Article and Photos by: Michael W. Bright
Louisville, KY – It was Friday, July 13th, the first day of the Forecastle Festival weekend and the Wailers were playing a late night after-party. The lady at the door pointed to my Bob Marley and the Wailers tour t-shirt and asked me if I had been to the concert displayed on the shirt. No, I said. She asked me if it was just a coincidence that the date of the show on my shirt was also July 13th (albeit 1975). “I didn’t notice!” Backstage, bass player Dreadie Reid saw the shirt and smiled. “Magic ‘appen when you least expect it.”
On this Friday the 13th, the Wailers welcomed the mostly 40 plus crowd with the anthemic, “Rastaman Vibration,” following up with 15 of Marley’s biggest hits. Opening act, Cincinnati’s Rock Steady bravely worked through a tight set of reggae tinged rock. There was plenty of room for dancing and trucking inside the Mercury Ballroom, since it looked like some of the day’s festival goers had already retired, weary and slightly dehydrated.
Junior Marvin (lead guitar), an original, and one of Marley’s top guns since the early ’70’s, tried to sneak onto the dark stage to open the set, but was betrayed by a spotlight and the savage cracking snare of Aston Barrett, Jr. (drums), son of bassist Aston “Familyman” Barrett, and nephew of drummer Carly Barrett, the legendary rhythm section (The Barrett Brothers), on virtually every Marley performance and recording. Joshua David Barrett (lead singer and a distant cousin), had some mighty big sneakers to fill, but proudly pulled it off with a tenor that fit into, sometimes eerily so, a sound that could honestly lay claim to the Wailers’ legacy. The Sisters of Zion swayed and sweated, all the while chanting down Babylon, in the best tradition of Marley’s backups, the I-Threes.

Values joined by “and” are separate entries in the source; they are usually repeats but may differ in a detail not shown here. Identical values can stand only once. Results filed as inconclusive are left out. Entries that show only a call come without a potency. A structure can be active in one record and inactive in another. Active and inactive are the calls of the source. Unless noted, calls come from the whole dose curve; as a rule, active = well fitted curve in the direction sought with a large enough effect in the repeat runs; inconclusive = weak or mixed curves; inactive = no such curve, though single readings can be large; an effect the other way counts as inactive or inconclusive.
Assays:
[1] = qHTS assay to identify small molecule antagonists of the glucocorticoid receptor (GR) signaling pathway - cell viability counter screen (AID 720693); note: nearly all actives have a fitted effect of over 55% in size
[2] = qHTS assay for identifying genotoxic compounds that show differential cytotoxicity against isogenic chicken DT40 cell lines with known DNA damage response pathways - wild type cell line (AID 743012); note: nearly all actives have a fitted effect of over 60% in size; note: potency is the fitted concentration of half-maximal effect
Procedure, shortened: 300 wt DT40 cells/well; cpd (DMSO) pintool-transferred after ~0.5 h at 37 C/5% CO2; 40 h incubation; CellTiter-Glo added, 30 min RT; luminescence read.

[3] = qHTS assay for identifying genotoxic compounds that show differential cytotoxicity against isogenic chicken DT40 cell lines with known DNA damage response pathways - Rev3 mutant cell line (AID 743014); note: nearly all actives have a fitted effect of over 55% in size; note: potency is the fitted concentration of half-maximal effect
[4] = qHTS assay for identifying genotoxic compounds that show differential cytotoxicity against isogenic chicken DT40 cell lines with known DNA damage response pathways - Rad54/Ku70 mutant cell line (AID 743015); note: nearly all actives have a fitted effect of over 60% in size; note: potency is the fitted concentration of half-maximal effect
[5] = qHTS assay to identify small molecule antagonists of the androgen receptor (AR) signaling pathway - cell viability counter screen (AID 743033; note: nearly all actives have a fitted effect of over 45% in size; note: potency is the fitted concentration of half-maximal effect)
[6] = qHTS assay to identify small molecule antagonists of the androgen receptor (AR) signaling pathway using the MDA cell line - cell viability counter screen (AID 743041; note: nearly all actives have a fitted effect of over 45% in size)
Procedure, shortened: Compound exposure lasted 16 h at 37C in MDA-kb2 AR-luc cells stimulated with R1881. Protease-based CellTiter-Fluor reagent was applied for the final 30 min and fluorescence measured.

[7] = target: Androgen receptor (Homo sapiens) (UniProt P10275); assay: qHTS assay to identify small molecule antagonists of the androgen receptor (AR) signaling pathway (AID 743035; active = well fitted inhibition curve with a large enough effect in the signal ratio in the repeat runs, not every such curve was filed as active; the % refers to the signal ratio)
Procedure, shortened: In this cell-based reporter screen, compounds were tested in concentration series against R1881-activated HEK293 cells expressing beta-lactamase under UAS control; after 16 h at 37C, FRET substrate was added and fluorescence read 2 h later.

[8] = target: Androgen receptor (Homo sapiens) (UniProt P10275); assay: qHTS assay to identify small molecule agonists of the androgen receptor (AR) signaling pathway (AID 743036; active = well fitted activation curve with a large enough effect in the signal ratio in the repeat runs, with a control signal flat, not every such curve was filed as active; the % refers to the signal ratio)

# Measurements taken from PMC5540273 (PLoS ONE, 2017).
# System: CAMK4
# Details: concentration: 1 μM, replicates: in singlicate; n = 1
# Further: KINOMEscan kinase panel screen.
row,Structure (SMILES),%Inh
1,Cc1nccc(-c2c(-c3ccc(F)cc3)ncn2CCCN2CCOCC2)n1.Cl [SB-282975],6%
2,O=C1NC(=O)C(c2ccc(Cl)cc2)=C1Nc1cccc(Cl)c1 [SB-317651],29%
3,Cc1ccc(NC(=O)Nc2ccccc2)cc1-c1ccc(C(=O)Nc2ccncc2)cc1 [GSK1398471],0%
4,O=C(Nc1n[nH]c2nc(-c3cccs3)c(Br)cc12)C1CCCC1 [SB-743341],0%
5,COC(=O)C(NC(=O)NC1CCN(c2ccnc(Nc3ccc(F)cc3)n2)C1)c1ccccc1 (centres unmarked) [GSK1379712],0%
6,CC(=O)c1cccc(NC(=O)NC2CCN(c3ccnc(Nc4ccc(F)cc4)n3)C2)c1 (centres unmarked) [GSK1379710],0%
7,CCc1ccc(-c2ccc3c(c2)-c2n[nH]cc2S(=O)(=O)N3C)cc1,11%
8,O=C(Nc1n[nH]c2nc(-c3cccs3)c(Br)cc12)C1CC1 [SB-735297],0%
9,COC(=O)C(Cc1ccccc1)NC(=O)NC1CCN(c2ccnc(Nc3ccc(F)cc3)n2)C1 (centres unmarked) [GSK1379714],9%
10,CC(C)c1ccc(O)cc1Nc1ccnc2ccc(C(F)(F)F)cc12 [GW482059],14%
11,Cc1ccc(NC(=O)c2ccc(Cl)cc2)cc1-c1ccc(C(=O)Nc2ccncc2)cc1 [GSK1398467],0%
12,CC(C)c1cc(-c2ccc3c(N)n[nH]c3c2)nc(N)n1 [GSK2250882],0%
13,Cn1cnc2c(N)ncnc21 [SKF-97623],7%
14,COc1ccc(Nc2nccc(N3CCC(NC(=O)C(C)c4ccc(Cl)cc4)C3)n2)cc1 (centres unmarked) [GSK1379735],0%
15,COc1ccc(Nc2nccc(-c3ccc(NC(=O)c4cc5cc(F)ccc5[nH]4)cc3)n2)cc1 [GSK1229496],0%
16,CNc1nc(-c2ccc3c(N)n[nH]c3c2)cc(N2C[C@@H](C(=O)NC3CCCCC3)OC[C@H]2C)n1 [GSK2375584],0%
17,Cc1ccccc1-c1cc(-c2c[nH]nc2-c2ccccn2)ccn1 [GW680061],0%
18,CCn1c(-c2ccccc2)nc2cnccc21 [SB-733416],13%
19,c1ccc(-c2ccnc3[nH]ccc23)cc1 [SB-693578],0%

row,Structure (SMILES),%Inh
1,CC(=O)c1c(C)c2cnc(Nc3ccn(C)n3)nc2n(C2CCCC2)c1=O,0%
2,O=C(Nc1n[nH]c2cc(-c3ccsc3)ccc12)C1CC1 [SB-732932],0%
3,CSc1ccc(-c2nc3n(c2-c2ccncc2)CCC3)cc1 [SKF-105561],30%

Through, “I Shot the Sheriff,” “Lively Up Yourself,” and “Could you Be Loved,” the good vibrations grew and swelled with each new song. When Joshua cried out, “I don’t smell no collie !” the audience obliged, friends made new friends, and prohibitions were suspended briefly.
For over 40 years, Wailers concerts would conclude with a medley of, “Get Up Stand Up,” and “Exodus.” Marley would slowly dance off stage, followed by the I-Threes, as the band roared. This early morning encore wrapped up in that same fashion, a tradition that is part of the Wailers larger mythos.
The Wailers (not to be confused with The Original Wailers) are headed to the UK and Europe, returning to the U.S. in September. Check thewailers.net for dates and other information.
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